|Dimensions:||18 x 18 x 8mm|
|Operating Voltage:||4.8 - 8.4v|
|Operating Modes:||AVCS (or heading lock) and rate|
|Servos:||All 760us, 960us and 1520us digital tail servos|
|Frame Rate:||250Hz, 333Hz and 560Hz|
|Manufacturer:||Shenzhen Feichao Technology Co., Ltd., Guangdong, China|
I seem to recall having once started a review with the phrase, "timing is everything."
In this case, the phrase applies perfectly.
A failing gyro and a failing cyclic servo conspired to put the hurt on my E-flite Blade 400 on takeoff, resulting in only the fourth crash I'd ever experienced with it. I didn't know the gyro was going out until I got the model back together.
Manny Torres, a professional R/C heli pilot who's assisted me with helicopter-related reviews in the past, couldn't even get the thing to fly right.
It was only a day or two later and with great pleasure that I accepted the responsibility to review the Hobbymate HB790 MEMS gyro from Target Hobby, capable of both AVCS (or "angular velocity control system") and rate control.
I was faced with a decision: Should I Install the HB790 on a now-discontinued model (albeit with a Hitec HS-5065MG tail servo) or install it on the HK 450TT Pro I reviewed in 2011?
The decision was rather simple. The 450TT Pro is a clone of the magnificent Align T-Rex 450 Pro and flies beautifully thanks to Manny's perfect setup. Problem: The HK401 gyro used in the all-HobbyKing review was not quite up to the task of hard 3D and aerobatics according to Manny and another friend who happens to be a sponsored pilot with a major battery manufacturer. It's fine for sport or scale flying, but both friends feared the possibility of a tail blowout under extreme manuevers.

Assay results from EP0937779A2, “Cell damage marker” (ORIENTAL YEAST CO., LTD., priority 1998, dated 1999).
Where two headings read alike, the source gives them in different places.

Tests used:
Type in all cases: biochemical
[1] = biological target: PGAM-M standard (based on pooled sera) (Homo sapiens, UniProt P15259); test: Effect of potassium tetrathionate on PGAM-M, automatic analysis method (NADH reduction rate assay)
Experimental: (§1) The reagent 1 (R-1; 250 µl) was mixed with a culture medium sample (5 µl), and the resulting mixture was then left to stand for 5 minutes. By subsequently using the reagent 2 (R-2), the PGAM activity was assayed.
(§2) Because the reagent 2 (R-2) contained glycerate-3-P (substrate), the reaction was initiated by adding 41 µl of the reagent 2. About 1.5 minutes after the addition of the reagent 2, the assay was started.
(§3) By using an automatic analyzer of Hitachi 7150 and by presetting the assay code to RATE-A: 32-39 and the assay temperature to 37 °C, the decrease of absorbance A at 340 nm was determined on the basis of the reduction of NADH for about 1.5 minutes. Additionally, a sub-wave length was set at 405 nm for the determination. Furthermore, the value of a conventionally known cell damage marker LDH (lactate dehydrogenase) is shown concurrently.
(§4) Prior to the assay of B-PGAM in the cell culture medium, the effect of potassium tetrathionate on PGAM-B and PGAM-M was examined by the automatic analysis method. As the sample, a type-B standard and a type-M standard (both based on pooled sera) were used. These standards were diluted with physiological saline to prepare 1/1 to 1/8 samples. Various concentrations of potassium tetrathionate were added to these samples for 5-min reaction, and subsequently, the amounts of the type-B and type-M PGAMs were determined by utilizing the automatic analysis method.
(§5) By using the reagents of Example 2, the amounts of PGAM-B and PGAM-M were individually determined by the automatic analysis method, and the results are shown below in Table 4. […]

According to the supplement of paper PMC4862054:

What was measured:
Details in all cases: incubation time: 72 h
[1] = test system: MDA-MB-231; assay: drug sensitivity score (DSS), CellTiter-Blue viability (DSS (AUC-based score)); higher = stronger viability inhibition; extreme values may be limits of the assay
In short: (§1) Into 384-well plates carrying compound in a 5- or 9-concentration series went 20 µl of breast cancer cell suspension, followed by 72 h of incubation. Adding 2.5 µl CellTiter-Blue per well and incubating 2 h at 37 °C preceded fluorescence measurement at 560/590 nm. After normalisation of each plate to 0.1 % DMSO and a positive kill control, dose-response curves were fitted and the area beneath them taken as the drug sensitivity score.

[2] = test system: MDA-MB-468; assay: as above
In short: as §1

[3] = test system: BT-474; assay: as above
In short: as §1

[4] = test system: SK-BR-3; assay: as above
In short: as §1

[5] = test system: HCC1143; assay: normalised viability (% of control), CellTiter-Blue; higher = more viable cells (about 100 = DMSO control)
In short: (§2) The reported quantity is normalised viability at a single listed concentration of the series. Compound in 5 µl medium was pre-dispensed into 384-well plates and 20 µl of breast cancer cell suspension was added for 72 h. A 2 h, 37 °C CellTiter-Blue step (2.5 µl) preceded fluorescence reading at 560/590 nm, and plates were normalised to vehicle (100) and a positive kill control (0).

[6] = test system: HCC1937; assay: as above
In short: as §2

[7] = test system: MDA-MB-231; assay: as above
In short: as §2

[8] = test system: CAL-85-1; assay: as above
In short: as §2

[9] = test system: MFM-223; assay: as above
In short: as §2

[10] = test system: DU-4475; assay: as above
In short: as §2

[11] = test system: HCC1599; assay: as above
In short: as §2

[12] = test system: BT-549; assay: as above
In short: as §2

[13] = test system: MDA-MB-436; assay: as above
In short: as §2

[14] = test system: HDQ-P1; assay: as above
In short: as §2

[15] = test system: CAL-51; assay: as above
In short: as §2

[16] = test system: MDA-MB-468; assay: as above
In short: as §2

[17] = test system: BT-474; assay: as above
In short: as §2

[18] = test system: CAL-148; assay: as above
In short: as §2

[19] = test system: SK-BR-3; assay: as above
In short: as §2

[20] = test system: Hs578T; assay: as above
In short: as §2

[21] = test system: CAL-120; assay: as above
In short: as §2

My guess was that the HB790 - which clearly appears to be a clone of a Quark Spartan gyro - would work far better. If the rather active and positive discussion here on RCGroups is any indication, it will. The discussion thread can be found here.
Get those refreshments ready and read on!
Gyros, seemingly as a rule, come lightly accessorized. Still, it comes with the following:
I'd like to share a backstory with you, if you'll be kind enough to indulge me for a few paragraphs.
Although the GoTeck 9257 tail servo in the 450TT works well and is a clone of the Futaba 9257, I originally wanted to put a name-brand servo out back. That led me to contact Suzanne Lepine of Hitec RCD in Poway, California. Suzanne not only offered Hitec's HS-5084MG metal-geared digital tail servo, she also offered a trio of HS-5065MG cyclic servos!
The 5084 is smaller than the 9257 the TT and the Pro are designed for. A discussion thread here on RCGroups told of an inexpensive carbon fiber adapter plate by Tarot RC. A quick internet search turned up Tarot-RC-heli.com of San Diego, California, right next to Poway.
Dave Frederick is the owner of the site and is Tarot RC's new exclusive US distributor. He got back to me by phone within five minutes of a phone message I left for him. Dave was beyond enthusiastic and sent me the adapter via Priority Mail.
Trouble was, the adapter's opening was too small and milling it out with a Dremel resulted in a servo whose mounting tabs wouldn't clear the hold-down bolts. Rounding the servo's mounting tabs didn't help, leaving me with a servo with a needlessly modified case before it had even had power applied to it.
Dave and I discussed the possiblity of having Tarot machine a mount to accept the 5084, but they declined. One of my friends, the one who flies for the battery manufacturer, recommended against using the standard tail boom mounts found on a belt-driven 450 because of possible balance issues, so it was back to using the original tail servo. I saw no real point in changing the cyclic servos without the tail servo since those Turnigy metal-geared servos work well.